Presentation on theme: "Software Metrics and Design Principles. What is Design? Design is the process of creating a plan or blueprint to follow during actual construction Design."— Presentation transcript:
What is Design? Design is the process of creating a plan or blueprint to follow during actual construction Design is a problem-solving activity that is iterative in nature In traditional software engineering the outcome of design is the design document or technical specification (if emphasis on notation)
“Wicked Problem” Software design is a “Wicked Problem” –Design phase can’t be solved in isolation Designer will likely need to interact with users for requirements, programmers for implementation –No stopping rule How do we know when the solution is reached? –Solutions are not true or false Large number of tradeoffs to consider, many acceptable solutions –Wicked problems are a symptom of another problem Resolving one problem may result in a new problem elsewhere; software is not continuous
Systems-Oriented Approach The central question: how to decompose a system into parts such that each part has lower complexity than the system as a whole, while the parts together solve the user’s problem? In addition, the interactions between the components should not be too complicated Vast number of design methods exist
Design Considerations “Module” used often – usually refers to a method or class In the decomposition we are interested in properties that make the system flexible, maintainable, reusable –Information Hiding –System Structure –Complexity –Abstraction –Modularity
Abstraction –Concentrate on the essential features and ignore, abstract from, details that are not relevant at the level we are currently working on –E.g. Sorting Module Consider inputs, outputs, ignore details of the algorithms until later –Two general types of abstraction Procedural Abstraction Data Abstraction
Procedural Abstraction Fairly traditional notion –Decompose problem into sub-problems, which are each handled in turn, perhaps decomposing further into a hierarchy –Methods may comprise the sub-problems and sub- modules, often in time
Data Abstraction From primitive to complex to abstract data types –E.g. Integers to Binary Tree to Data Store for Employee Records Find hierarchy in the data
Modularity During design the system is decomposed into modules and the relationships among modules are indicated Two structural design criteria as to the “goodness” of a module –Cohesion : Glue for intra-module components –Coupling : Strength of inter-module connections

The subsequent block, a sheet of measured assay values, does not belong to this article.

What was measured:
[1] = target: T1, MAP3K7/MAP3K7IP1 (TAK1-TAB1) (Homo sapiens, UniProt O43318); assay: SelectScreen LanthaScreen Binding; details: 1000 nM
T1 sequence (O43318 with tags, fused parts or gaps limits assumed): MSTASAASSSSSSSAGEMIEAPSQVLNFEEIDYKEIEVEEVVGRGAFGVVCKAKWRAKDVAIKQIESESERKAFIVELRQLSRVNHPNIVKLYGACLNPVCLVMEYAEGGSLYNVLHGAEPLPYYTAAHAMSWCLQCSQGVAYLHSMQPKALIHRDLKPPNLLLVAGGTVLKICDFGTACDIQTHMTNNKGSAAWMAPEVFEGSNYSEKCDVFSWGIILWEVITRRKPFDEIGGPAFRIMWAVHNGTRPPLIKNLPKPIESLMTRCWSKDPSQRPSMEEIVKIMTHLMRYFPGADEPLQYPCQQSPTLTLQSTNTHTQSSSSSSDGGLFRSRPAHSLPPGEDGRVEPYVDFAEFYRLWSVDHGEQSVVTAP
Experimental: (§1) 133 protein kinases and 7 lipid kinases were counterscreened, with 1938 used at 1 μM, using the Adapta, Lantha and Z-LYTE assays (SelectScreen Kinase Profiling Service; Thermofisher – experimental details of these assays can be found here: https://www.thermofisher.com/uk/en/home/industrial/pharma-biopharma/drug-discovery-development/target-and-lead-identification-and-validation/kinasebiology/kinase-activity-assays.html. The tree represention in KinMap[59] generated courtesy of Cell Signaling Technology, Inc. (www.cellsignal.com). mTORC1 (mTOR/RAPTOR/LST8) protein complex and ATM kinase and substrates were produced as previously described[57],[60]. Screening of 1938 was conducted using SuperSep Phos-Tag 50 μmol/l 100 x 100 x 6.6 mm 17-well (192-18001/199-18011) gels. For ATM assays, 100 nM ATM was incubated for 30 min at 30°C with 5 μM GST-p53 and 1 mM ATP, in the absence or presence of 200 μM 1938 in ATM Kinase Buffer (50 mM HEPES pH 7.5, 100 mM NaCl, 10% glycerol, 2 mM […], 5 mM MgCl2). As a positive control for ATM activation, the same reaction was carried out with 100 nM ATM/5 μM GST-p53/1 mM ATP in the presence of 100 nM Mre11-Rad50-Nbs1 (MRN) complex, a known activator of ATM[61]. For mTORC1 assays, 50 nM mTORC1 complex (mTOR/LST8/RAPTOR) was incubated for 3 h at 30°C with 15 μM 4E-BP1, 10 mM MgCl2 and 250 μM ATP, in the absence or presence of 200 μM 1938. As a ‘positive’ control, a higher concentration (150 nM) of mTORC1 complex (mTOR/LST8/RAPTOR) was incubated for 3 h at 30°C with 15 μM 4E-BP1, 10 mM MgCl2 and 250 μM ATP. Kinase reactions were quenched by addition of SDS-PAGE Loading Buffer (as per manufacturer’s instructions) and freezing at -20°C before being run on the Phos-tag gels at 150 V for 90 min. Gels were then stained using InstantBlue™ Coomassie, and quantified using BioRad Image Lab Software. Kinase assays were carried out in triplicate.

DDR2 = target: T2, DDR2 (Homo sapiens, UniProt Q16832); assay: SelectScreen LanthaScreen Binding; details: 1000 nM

Levels of Cohesion 1.Coincidental Components grouped in a haphazard way 2.Logical Tasks are logically related; e.g. all input routines. Routines do not invoke one another. 3.Temporal Initialization routines; components independent but activated about the same time 4.Procedural Components that execute in some order 5.Communicational Components operate on the same external data 6.Sequential Output of one component serves as input to the next component 7.Functional All components contribute to one single function of the module Often transforms data into some output format
Using Program and Data Slices to Measure Program Cohesion Bieman and Ott introduced a measure of program cohesion using the following concepts from program and data slices: –A data token is any variable or constant in the module –A slice within a module is the collection of all the statements that can affect the value of some specific variable of interest. –A data slice is the collection of all the data tokens in the slice that will affect the value of a specific variable of interest. –Glue tokens are the data tokens in the module that lie in more than one data slice. –Super glue tokens are the data tokens in the module that lie in every data slice of the program Measure Program Cohesion through 2 metrics: - weak functional cohesion = (# of glue tokens) / (total # of data tokens) - strong functional cohesion = (#of super glue tokens) / (total # of data tokens)
1-12 Procedure Sum and Product (N : Integer; Var SumN, ProdN : Integer); VarI : Integer Begin SumN: = 0; ProdN : = 1; For I: = 1to N do begin SumN: = SumN + I ProdN: = ProdN * I End;
1-13 Data Slice for SumN ( N : Integer; Var SumN, ProdN : Integer); VarI : Integer Begin SumN: = 0; ProdN : = 1; For I: = 1to N do begin SumN: = SumN + I ProdN: = ProdN * I End; Data Slice for SumN = N 1 ·SumN 1 ·I 1 ·SumN 2 ·0 1 ·I 2 ·1 2 ·N 2 ·SumN 3 ·SumN 4 ·I 3
1-14 Data Slice for ProdN Data Slice for ProdN = N 1 ·ProdN 1 ·I 1 ·ProdN 2 ·1 1 ·I 2 ·1 2 ·N 2 ·ProdN 3 ·ProdN 4 ·I 4 ( N : Integer; Var SumN, ProdN : Integer); VarI : Integer Begin SumN: = 0; ProdN : = 1; For I: = 1to N do begin SumN: = SumN + I ProdN: = ProdN * I End;
1-15 Data tokenSumNProdN N 1 SumN 1 ProdN 1 I 1 SumN 2 0 1 ProdN 21 I 2 1 2 N 2 SumN 3 SumN 4 I 3 ProdN 3 ProdN 4 I 4 11 111 11111111 111 111111 1 11 11111 1111 11 11111 111
1-16 Super Glue S 1 S 2 S 3 IIISuper Glue I IIISuper Glue I IIGlue
1-17 Functional Cohesion Strong functional cohesion (SFC) in this case is the same as WFC SFC = 5/17 = 0.204 If we had computed only SumN or ProdN then SFC = 17/17 = 1
Coupling Measure of the strength of inter-module connections High coupling indicates strong dependence between modules –Should study modules as a pair –Change to one module may ripple to the next Loose coupling indicates independent modules –Generally we desire loose coupling, easier to comprehend and adapt
Types of Coupling 1.Content –One module directly affects the workings of another –Occurs when a module changes another module’s data –Generally should be avoided 2.Common –Two modules have shared data, e.g. global variables 3.External –Modules communicate through an external medium, like a file 4.Control –One module directs the execution of another by passing control information (e.g. via flags) 5.Stamp –Complete data structures or objects are passed from one module to another 6.Data –Only simple data is passed between modules
Modern Coupling Modern programming languages allow private, protected, public access Coupling may be modified to indicate levels of visibility, whether coupling is commutative Simple Interfaces generally desired –Weak coupling and strong cohesion –Communication between programmers simpler –Correctness easier to derive –Less likely that changes will propagate to other modules –Reusability increased –Comprehensibility increased
Cohesion and Coupling Cohesion Coupling High Level Low Level Strong WeakLoose Tight